As a Bay Ridge child battles for her life, a local business is pitching in by hosting a fundraiser on her behalf. Silhouette, a womens health and fitness center at 530 86th Street, will be holding the fundraiser on Sunday, March 2, beginning at 3:30 p.m. and lasting until 5:30 p.m., for seven-year-old Rachel Rodin, a second-grader at Public School 185, who is suffering from leukemia. According to Silhouettes public relations manager, Kerry Schwartz, numerous area businesses including Century 21, Modells, Starbucks and Run For Your Life will be participating in the event, with all money raised going to Rachel. There will be food and beverages for sale, said Schwartz, as well as raffles. In addition, if people join Silhouette during the event, half of the membership fee will be donated to Rachel, said Schwartz. Admission to the event is free. Every year we do something for our clients and people in the neighborhood, noted Schwartz. Last year, we did Toys for Tots. This year, it is for Rachel. Rachel, who is currently hospitalized at Memorial Sloan-Kettering Cancer Center, is fighting her second bout with leukemia. She was first diagnosed with the life-threatening blood disease at the age of three, and went through over two years of chemotherapy that time, before going into remission for about two years While Rachel was determined, last year, to be in need of a bone marrow transplant, a satisfactory donor was not found; for this reason, doctors decided to go ahead with a different treatment, recently giving Rachel stem cells from fetal cord blood. That procedure was done on Friday, February 22 following a week in which her own blood marrow was eliminated through radiation. According to Rachels mother, Elvira, it can take up to three months for the stem cells to settle in and begin, reproducing the new cells that will make red and white cells as well as platelets. Because of the procedures she has undergone, until her body begins to make its own blood cells and platelets, Rachel will need transfusions of both. The cost of treatment is extremely expensive, even with insurance, according to a family friend who stressed, Its just endless, like a snowball. While Rachels father is still working, her mother left her job to be at the hospital with Rachel. The cost of testing bone marrow donors who turned out in droves for a bone marrow drive in January was paid for with donations. For further information on the event at Silhouette, call 718-748-7700. Those who wish to keep track of Rachels progress and leave messages of encouragement can log onto Rachels web page at www.caringbridge.orgvisit rachelrodin. For those interested in donating blood or platelets, donations must be made at Memorial Hospital, 1250 First Avenue in Manhattan, by appointment only. The hospitals donor room is open Friday through Monday from 8:30 a.m. to 3 p.m. and Tuesday through Thursday from 8:30 a.m. to 7 p.m. Free parking for donors is available at the hospital garage on East 66th Street, between York and First Avenues. It takes about an hour to donate blood, with the actual donation taking about 10 minutes, and about 2 and a half hours to donate platelets, with the actual donation taking from 60 to 90 minutes. For more information on donating blood and platelets for Rachel, log onto www. mskcc.org/blooddonations, or call Mary Thomas at 212-639-3335.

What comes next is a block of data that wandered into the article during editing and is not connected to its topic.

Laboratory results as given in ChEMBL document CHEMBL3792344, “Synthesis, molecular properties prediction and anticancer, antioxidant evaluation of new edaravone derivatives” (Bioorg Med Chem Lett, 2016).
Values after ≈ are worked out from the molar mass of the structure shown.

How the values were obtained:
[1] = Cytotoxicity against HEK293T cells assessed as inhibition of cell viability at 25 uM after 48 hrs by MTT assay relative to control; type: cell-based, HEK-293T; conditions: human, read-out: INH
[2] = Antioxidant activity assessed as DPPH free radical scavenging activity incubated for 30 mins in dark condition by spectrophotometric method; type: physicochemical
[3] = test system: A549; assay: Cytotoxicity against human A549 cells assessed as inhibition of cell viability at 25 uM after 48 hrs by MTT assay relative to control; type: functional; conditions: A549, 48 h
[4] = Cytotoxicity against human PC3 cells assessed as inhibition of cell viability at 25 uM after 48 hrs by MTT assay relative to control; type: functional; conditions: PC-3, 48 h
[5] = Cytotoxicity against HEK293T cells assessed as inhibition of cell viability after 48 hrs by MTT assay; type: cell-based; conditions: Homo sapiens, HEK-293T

©2008 Community News Group
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